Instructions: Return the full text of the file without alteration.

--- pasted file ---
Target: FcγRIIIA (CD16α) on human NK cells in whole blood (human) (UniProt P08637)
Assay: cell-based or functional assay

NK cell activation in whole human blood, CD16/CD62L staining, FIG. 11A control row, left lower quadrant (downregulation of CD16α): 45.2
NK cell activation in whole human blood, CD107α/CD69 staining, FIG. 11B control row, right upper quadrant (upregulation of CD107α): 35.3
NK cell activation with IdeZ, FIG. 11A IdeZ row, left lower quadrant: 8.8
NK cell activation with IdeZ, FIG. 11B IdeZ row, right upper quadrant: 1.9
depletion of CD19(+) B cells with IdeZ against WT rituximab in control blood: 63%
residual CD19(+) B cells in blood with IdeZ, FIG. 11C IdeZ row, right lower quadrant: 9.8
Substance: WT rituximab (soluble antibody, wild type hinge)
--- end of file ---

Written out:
Target: FcγRIIIA (CD16α) on human NK cells in whole blood (human) (UniProt P08637)
Assay: cell-based or functional assay

NK cell activation in whole human blood, CD16/CD62L staining, FIG. 11A control row, left lower quadrant (downregulation of CD16α): 45.2
NK cell activation in whole human blood, CD107α/CD69 staining, FIG. 11B control row, right upper quadrant (upregulation of CD107α): 35.3
NK cell activation with IdeZ, FIG. 11A IdeZ row, left lower quadrant: 8.8
NK cell activation with IdeZ, FIG. 11B IdeZ row, right upper quadrant: 1.9
depletion of CD19(+) B cells with IdeZ against WT rituximab in control blood: 63%
residual CD19(+) B cells in blood with IdeZ, FIG. 11C IdeZ row, right lower quadrant: 9.8
Substance: WT rituximab (soluble antibody, wild type hinge)